epitome

noun
epit·o·me | \ i-ˈpi-tə-mē \

Definition of epitome 

1 : a typical or ideal example : embodiment the British monarchy itself is the epitome of tradition —Richard Joseph

2a : a summary of a written work

b : a brief presentation or statement of something

3 : brief or miniature form usually used with in

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Other words from epitome

epitomic \ˌe-pə-ˈtä-mik \ or epitomical \ˌe-pə-ˈtä-mi-kəl \ adjective

epitome Has Greek Roots

Epitome first appeared in print in 1520, when it was used to mean "summary." If someone asks you to summarize a long paper, you effectively cut it up, mentioning only the most important ideas in your synopsis, and the etymology of epitome reflects this process. The word descends from Greek epitemnein, meaning "to cut short," which in turn was formed from the prefix epi- and the verb temnein, which means "to cut." Your summary probably also presents all the key points of the original work, which may explain why epitome eventually came to be used for anything (such as a person or object) that is a clear or good example of an abstraction.

Examples of epitome in a Sentence

Terns, nicknamed sea swallows by fishermen, are superb flying machines, the epitome of beauty on the wing. —E. Vernon Laux, New York Times, 21 Aug. 2001 Manchester, then known as 'Cottonopolis' and perceived throughout the world as the epitome of the whirling fierceness of the industrial revolution.  … —Roy Jenkins, Gladstone, (1995) 1997 Hamilton thought the bank was a fait accompli, but he had not reckoned on Thomas Jefferson and James Madison. Jefferson, the lover of rural virtues, had a deep, almost visceral hatred of banks, the epitome of all that was urban. —John Steele Gordon, American Heritage, July/August 1990 I didn't tell him that, at the time, I thought the place to be the epitome of bourgeois comfort; in those days I thought that there was some connection between creative talent and penury. —Ishmael Reed, "August Wilson," 1987, in Writin' Is Fightin'1988 the golden rule is often cited as the epitome of moral conduct: “Do unto others as you would have them do unto you” the prestigious prep school prides itself on being widely regarded as the epitome of tradition and old-fashioned values
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Recent Examples on the Web

In academic journals, galleries of paleoart, and even the now-25-year-old Jurassic Park franchise, T. rex has come to represent the ultimate epitome of dinosaurness. Brian Switek, Smithsonian, "How We Elected T. rex to be Our Tyrant Lizard King," 21 June 2018 Starks was the epitome of a utility player for the Chargers. Andrew Turner, latimes.com, "Daily Pilot Softball Dream Team: Unexpected year from Kelli Kufta kept Huntington Beach strong," 8 July 2018 At the time the move seemed the epitome of tone-deafness. Patrick Comiskey, latimes.com, "Why you should be drinking Gamay Noir this summer," 11 July 2018 For many, the lakefront fireworks on July 3 are the epitome of Independence Day in Milwaukee every year. Samantha West, Milwaukee Journal Sentinel, "Many camp out before lakefront fireworks every year. But it's not all about the fireworks.," 3 July 2018 To rent out the entire Louvre Museum in Paris for their music video marks the epitome of fame, and the crowds swarming The Carters, including recently on their On The Run II Tour, solidify how insane fans will go over the two. Heran Mamo, Billboard, "Here Are the Lyrics to Beyonce & JAY-Z's 'Apeshit'," 25 June 2018 Kelli Ward struggling to stand out In a competitive primary, Ward may not mind being on the outs with McConnell, the epitome of the GOP establishment. Yvonne Wingett Sanchez, azcentral, "Kelli Ward may have missed her shot in the GOP primary for Senate. Here's why," 11 June 2018 For decades, the furry leopard print coat has been considered the epitome of chic, from the swing-cut style Jackie Kennedy made waves with in 1962 to the many versions Kate Moss has been photographed in over the years. Alice Bell, Vogue, "Into the Wild! 5 Chic Ways to Pull Off Head-to-Toe Animal Print," 31 May 2018 On the one side was the AfD. On the other was a counter-rally organised by techno clubs, epitomes of the right-on, post-68 Germany. The Economist, "The legacy of Germany’s student protests in 1968," 31 May 2018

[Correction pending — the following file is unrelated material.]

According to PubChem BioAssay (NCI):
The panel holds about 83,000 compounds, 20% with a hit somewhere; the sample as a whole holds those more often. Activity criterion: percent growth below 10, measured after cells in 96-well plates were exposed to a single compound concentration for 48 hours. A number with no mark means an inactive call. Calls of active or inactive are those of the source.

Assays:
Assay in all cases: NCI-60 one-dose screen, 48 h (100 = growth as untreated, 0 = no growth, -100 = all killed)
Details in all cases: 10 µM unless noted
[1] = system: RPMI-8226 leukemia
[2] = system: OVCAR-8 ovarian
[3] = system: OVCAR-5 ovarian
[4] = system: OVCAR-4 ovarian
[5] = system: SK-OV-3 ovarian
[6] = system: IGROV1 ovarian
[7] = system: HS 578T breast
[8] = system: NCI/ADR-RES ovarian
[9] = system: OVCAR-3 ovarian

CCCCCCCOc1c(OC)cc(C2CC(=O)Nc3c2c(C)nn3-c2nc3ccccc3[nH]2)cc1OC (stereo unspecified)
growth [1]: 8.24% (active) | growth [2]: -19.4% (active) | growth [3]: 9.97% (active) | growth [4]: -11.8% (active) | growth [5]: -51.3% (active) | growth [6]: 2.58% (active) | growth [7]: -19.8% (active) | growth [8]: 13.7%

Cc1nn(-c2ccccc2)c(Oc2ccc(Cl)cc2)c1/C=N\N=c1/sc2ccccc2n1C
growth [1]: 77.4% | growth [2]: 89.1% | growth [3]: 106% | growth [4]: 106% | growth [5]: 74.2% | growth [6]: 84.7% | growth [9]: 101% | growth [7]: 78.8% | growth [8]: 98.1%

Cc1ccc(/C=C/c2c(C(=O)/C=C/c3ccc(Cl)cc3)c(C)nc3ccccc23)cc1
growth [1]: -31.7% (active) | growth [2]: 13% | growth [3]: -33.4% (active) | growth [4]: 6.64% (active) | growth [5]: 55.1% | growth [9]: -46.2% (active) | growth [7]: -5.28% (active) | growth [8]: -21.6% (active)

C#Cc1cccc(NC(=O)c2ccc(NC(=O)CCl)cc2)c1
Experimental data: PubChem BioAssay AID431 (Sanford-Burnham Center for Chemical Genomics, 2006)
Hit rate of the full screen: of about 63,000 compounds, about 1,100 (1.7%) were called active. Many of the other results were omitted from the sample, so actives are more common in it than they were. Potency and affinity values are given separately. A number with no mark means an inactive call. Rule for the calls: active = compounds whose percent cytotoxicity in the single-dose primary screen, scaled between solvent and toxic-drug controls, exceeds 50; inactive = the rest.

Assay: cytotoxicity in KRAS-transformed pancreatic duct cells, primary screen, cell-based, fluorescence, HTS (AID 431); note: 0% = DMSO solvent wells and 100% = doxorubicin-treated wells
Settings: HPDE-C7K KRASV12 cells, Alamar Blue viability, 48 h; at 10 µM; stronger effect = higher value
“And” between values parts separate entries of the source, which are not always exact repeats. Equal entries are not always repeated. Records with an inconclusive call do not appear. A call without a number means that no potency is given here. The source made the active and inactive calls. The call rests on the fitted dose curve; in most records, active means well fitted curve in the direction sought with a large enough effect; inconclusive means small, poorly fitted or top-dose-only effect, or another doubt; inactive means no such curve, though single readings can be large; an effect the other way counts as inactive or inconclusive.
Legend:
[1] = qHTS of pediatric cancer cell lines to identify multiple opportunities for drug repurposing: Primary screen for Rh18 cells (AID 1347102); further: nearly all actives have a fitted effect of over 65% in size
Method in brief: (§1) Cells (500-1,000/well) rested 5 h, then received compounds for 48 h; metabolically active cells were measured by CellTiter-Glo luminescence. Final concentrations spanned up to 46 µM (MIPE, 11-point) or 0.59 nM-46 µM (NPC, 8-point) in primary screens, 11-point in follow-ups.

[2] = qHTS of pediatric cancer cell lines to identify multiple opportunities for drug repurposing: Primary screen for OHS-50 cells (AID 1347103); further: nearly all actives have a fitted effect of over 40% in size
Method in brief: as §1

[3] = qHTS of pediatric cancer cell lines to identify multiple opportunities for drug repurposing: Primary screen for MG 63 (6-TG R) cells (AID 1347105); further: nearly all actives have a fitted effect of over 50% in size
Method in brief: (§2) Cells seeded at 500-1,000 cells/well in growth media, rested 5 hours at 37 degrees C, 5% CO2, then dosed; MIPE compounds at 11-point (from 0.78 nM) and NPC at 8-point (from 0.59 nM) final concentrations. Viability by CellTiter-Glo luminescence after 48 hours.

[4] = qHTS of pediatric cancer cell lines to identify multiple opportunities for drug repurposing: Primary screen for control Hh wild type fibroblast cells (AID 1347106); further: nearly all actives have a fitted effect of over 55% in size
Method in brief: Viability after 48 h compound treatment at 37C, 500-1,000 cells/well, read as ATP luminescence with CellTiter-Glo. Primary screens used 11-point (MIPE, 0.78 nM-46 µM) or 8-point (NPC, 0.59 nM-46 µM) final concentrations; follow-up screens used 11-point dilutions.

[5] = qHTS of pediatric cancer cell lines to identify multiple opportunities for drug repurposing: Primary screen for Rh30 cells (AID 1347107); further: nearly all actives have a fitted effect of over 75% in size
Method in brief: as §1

These example sentences are selected automatically from various online news sources to reflect current usage of the word 'epitome.' Views expressed in the examples do not represent the opinion of Merriam-Webster or its editors. Send us feedback.

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First Known Use of epitome

1520, in the meaning defined at sense 2a

History and Etymology for epitome

Latin, from Greek epitomē, from epitemnein to cut short, from epi- + temnein to cut — more at tome

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Last Updated

9 Sep 2018

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Time Traveler for epitome

The first known use of epitome was in 1520

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More Definitions for epitome

epitome

noun

English Language Learners Definition of epitome

: a perfect example : an example that represents or expresses something very well

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More from Merriam-Webster on epitome

Thesaurus: All synonyms and antonyms for epitome

Spanish Central: Translation of epitome

Nglish: Translation of epitome for Spanish Speakers

Britannica English: Translation of epitome for Arabic Speakers

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